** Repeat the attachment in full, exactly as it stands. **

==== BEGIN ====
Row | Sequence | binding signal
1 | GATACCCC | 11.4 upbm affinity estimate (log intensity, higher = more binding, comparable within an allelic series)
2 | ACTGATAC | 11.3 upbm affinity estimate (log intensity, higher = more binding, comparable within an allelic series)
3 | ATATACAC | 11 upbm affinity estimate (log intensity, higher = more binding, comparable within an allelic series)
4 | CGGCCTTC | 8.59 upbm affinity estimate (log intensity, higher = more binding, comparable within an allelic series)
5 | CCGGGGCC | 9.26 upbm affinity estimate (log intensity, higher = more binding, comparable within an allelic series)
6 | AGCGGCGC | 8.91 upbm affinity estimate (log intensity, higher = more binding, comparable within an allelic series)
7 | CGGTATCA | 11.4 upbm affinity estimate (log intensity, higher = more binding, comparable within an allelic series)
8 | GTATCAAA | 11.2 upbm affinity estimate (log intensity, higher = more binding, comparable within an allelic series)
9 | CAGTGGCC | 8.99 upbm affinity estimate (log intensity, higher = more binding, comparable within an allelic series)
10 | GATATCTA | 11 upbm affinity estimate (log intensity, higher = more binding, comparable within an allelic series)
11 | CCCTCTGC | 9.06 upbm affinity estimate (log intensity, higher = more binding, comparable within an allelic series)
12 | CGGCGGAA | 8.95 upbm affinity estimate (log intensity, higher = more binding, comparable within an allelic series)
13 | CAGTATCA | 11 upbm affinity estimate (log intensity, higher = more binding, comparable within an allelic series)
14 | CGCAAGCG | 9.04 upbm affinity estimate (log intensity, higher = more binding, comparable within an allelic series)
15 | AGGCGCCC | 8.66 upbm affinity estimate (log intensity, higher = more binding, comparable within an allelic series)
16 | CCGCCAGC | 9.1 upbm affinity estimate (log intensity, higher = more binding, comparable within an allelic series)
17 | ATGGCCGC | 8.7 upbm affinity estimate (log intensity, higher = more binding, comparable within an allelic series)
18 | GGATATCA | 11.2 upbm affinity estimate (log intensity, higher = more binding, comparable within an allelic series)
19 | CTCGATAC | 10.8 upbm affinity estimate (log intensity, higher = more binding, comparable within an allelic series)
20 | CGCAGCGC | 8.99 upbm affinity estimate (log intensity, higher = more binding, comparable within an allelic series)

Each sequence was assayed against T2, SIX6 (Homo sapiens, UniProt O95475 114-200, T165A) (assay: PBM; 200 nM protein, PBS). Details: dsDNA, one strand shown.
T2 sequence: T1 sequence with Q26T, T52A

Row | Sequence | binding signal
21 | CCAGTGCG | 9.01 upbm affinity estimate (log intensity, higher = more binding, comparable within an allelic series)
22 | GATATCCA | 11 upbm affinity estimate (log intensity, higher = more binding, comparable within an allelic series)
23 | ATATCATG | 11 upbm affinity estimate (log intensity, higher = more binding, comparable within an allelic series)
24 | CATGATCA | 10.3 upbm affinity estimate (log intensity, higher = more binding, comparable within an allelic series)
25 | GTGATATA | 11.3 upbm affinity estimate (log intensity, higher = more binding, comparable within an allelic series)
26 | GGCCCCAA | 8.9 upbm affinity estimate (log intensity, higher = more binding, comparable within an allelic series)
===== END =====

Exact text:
Row | Sequence | binding signal
1 | GATACCCC | 11.4 upbm affinity estimate (log intensity, higher = more binding, comparable within an allelic series)
2 | ACTGATAC | 11.3 upbm affinity estimate (log intensity, higher = more binding, comparable within an allelic series)
3 | ATATACAC | 11 upbm affinity estimate (log intensity, higher = more binding, comparable within an allelic series)
4 | CGGCCTTC | 8.59 upbm affinity estimate (log intensity, higher = more binding, comparable within an allelic series)
5 | CCGGGGCC | 9.26 upbm affinity estimate (log intensity, higher = more binding, comparable within an allelic series)
6 | AGCGGCGC | 8.91 upbm affinity estimate (log intensity, higher = more binding, comparable within an allelic series)
7 | CGGTATCA | 11.4 upbm affinity estimate (log intensity, higher = more binding, comparable within an allelic series)
8 | GTATCAAA | 11.2 upbm affinity estimate (log intensity, higher = more binding, comparable within an allelic series)
9 | CAGTGGCC | 8.99 upbm affinity estimate (log intensity, higher = more binding, comparable within an allelic series)
10 | GATATCTA | 11 upbm affinity estimate (log intensity, higher = more binding, comparable within an allelic series)
11 | CCCTCTGC | 9.06 upbm affinity estimate (log intensity, higher = more binding, comparable within an allelic series)
12 | CGGCGGAA | 8.95 upbm affinity estimate (log intensity, higher = more binding, comparable within an allelic series)
13 | CAGTATCA | 11 upbm affinity estimate (log intensity, higher = more binding, comparable within an allelic series)
14 | CGCAAGCG | 9.04 upbm affinity estimate (log intensity, higher = more binding, comparable within an allelic series)
15 | AGGCGCCC | 8.66 upbm affinity estimate (log intensity, higher = more binding, comparable within an allelic series)
16 | CCGCCAGC | 9.1 upbm affinity estimate (log intensity, higher = more binding, comparable within an allelic series)
17 | ATGGCCGC | 8.7 upbm affinity estimate (log intensity, higher = more binding, comparable within an allelic series)
18 | GGATATCA | 11.2 upbm affinity estimate (log intensity, higher = more binding, comparable within an allelic series)
19 | CTCGATAC | 10.8 upbm affinity estimate (log intensity, higher = more binding, comparable within an allelic series)
20 | CGCAGCGC | 8.99 upbm affinity estimate (log intensity, higher = more binding, comparable within an allelic series)

Each sequence was assayed against T2, SIX6 (Homo sapiens, UniProt O95475 114-200, T165A) (assay: PBM; 200 nM protein, PBS). Details: dsDNA, one strand shown.
T2 sequence: T1 sequence with Q26T, T52A

Row | Sequence | binding signal
21 | CCAGTGCG | 9.01 upbm affinity estimate (log intensity, higher = more binding, comparable within an allelic series)
22 | GATATCCA | 11 upbm affinity estimate (log intensity, higher = more binding, comparable within an allelic series)
23 | ATATCATG | 11 upbm affinity estimate (log intensity, higher = more binding, comparable within an allelic series)
24 | CATGATCA | 10.3 upbm affinity estimate (log intensity, higher = more binding, comparable within an allelic series)
25 | GTGATATA | 11.3 upbm affinity estimate (log intensity, higher = more binding, comparable within an allelic series)
26 | GGCCCCAA | 8.9 upbm affinity estimate (log intensity, higher = more binding, comparable within an allelic series)